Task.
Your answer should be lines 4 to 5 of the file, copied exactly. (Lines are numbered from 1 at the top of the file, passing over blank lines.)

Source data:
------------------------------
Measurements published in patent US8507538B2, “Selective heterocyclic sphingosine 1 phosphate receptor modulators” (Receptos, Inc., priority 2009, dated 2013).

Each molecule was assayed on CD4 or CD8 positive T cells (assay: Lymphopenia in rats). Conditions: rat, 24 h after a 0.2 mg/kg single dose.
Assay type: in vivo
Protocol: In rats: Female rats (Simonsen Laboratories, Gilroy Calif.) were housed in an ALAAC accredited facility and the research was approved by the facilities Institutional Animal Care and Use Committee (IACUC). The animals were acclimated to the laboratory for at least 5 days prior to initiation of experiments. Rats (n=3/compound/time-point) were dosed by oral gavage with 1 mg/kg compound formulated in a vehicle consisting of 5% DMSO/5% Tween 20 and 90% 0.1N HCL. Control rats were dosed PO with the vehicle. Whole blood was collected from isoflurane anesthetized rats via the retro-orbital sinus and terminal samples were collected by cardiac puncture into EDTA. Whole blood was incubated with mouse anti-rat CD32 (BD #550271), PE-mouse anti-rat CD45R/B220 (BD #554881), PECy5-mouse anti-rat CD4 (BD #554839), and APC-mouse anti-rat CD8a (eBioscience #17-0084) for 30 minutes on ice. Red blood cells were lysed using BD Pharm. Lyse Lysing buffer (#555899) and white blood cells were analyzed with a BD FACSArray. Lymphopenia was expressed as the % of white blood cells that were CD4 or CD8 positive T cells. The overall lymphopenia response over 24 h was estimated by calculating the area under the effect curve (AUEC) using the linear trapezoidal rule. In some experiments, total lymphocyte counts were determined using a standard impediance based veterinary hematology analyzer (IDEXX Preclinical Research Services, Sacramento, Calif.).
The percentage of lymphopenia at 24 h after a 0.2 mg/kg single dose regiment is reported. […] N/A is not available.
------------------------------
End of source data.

Protocol: In rats: Female rats (Simonsen Laboratories, Gilroy Calif.) were housed in an ALAAC accredited facility and the research was approved by the facilities Institutional Animal Care and Use Committee (IACUC). The animals were acclimated to the laboratory for at least 5 days prior to initiation of experiments. Rats (n=3/compound/time-point) were dosed by oral gavage with 1 mg/kg compound formulated in a vehicle consisting of 5% DMSO/5% Tween 20 and 90% 0.1N HCL. Control rats were dosed PO with the vehicle. Whole blood was collected from isoflurane anesthetized rats via the retro-orbital sinus and terminal samples were collected by cardiac puncture into EDTA. Whole blood was incubated with mouse anti-rat CD32 (BD #550271), PE-mouse anti-rat CD45R/B220 (BD #554881), PECy5-mouse anti-rat CD4 (BD #554839), and APC-mouse anti-rat CD8a (eBioscience #17-0084) for 30 minutes on ice. Red blood cells were lysed using BD Pharm. Lyse Lysing buffer (#555899) and white blood cells were analyzed with a BD FACSArray. Lymphopenia was expressed as the % of white blood cells that were CD4 or CD8 positive T cells. The overall lymphopenia response over 24 h was estimated by calculating the area under the effect curve (AUEC) using the linear trapezoidal rule. In some experiments, total lymphocyte counts were determined using a standard impediance based veterinary hematology analyzer (IDEXX Preclinical Research Services, Sacramento, Calif.).
The percentage of lymphopenia at 24 h after a 0.2 mg/kg single dose regiment is reported. […] N/A is not available.